Adoption of feed-forward will take some time to pick up in India. But a beginning can be made by pairing it with feedback
In today’s corporate scenario, continuous evolution of HR policies has ensured that there is healthy employee engagement and retention. One of the recent ideas to attract admiration of many global HR practitioners is a concept known as ‘feed-forward’. With performance appraisals round the corner, there will be growing anxiety amongst employees across levels on what awaits them in terms of growth in their current organisations. However, in some organisations, a few things have changed lately—they have grown over traditional appraisal system based on feedback and have moved to feed-forward.
Feed-forward is a concept based on group exercise, the purpose of which is to generate ideas or suggestions, based on which an employee can change one’s behaviour in the future and thus achieve positive impact in business results. It is a continuous process focused on future performance—it’s not grading a year’s worth of past events.
However, the question arises, is feedback becoming redundant?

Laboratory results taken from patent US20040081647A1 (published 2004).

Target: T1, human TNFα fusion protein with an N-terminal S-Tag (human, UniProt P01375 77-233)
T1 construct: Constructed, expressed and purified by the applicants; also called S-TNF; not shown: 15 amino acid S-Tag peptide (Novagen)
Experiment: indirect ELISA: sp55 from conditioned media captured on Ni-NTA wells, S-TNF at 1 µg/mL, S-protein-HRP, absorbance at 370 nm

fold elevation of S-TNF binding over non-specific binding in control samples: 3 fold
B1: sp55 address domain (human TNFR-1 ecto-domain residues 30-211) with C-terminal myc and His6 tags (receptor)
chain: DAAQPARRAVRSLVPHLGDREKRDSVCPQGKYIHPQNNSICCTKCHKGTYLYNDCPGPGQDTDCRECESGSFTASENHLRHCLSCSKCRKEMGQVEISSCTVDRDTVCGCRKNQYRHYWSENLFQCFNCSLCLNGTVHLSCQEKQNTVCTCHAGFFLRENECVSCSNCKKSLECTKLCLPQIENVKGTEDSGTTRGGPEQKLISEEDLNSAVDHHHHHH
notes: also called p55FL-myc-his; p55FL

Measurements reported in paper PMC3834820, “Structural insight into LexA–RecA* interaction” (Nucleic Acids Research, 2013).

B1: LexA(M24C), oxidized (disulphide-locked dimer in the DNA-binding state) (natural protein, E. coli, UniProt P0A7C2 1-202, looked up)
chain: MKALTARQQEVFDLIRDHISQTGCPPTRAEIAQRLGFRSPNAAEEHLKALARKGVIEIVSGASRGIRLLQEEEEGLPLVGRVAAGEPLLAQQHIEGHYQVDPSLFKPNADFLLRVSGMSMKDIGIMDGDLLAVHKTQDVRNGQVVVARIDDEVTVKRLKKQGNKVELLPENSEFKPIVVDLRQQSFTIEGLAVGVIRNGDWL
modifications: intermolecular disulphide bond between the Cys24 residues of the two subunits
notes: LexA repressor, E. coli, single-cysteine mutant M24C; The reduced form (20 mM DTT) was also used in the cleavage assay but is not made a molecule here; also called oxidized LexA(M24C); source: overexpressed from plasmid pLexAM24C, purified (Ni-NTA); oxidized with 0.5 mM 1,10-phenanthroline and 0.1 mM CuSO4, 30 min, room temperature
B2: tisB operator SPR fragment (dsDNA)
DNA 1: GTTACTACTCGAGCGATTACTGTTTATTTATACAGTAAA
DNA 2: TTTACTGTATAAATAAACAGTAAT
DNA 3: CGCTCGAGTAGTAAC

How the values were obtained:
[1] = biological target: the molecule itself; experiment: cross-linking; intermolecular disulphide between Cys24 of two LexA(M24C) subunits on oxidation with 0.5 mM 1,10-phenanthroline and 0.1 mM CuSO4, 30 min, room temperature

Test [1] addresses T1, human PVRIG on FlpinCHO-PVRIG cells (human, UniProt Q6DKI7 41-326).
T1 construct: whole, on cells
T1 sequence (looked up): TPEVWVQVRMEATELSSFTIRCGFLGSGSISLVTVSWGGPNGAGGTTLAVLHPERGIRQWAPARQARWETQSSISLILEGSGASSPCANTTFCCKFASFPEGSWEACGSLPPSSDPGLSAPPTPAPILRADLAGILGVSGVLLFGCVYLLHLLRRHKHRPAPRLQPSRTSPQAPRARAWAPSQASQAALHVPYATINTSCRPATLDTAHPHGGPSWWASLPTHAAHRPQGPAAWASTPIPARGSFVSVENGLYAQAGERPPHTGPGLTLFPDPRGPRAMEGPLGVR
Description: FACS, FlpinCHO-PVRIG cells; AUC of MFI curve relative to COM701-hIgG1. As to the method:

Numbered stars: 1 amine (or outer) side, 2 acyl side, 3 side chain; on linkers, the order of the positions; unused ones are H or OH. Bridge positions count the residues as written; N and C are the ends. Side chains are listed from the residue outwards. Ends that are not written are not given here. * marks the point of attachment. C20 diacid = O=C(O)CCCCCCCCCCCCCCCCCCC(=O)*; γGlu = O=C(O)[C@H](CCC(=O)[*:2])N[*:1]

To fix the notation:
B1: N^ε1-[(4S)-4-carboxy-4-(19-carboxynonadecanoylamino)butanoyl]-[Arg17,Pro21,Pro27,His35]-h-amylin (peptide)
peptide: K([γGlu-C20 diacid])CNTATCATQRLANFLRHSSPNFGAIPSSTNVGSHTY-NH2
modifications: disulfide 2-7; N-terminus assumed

The fact is that providing feedback has long been considered to be an essential skill for leaders. As employees strive to achieve organisational goals, they need to know how they are doing the same. While at the same time once-a-year review is not only too late but often comes as a surprise. Leaders cannot typically ‘judge’ an entire year of work from an individual at one time, so the annual review is awkward and uncomfortable for both leaders and employees. While there is no doubt that annual appraisals are not the best way to judge employee performance, at the same time regular feedback does help bridging the gap on how things could have been done better.
Therefore, a mix of feedback and feed-forward would be the best way to provide insights on how employees can pave a better career path for themselves and make a difference to the team and eventually the organisation.
The feed-forward process allows employees to be more receptive, open and transparent in their communication. Feed-forward can often be preferable to feedback in day-to-day interactions as it improves quality of communication between employees at all levels, thus making the organisation cohesive and dynamic and much more open—one whose employees focus on the promise of the future rather than dwelling on the mistakes of the past. It is definitely the way forward.
In the Indian context, adoption of feed-forward will take some time to pick up. It’s a fairly new concept which is slowly being put into use. Therefore, there will be a level of understanding required by the feed-forward coaches to start using and regularising this process. Some organisations could even be hesitant to deploy such a practice on board before it is universally accepted and followed.
Although feed-forward can make life a lot more simpler, we should learn from our past mistakes through an appropriate and regular feedback system in place, a system that complements the feed-forward process.
By Aditya Narayan Mishra
The author is president, Staffing, Randstad India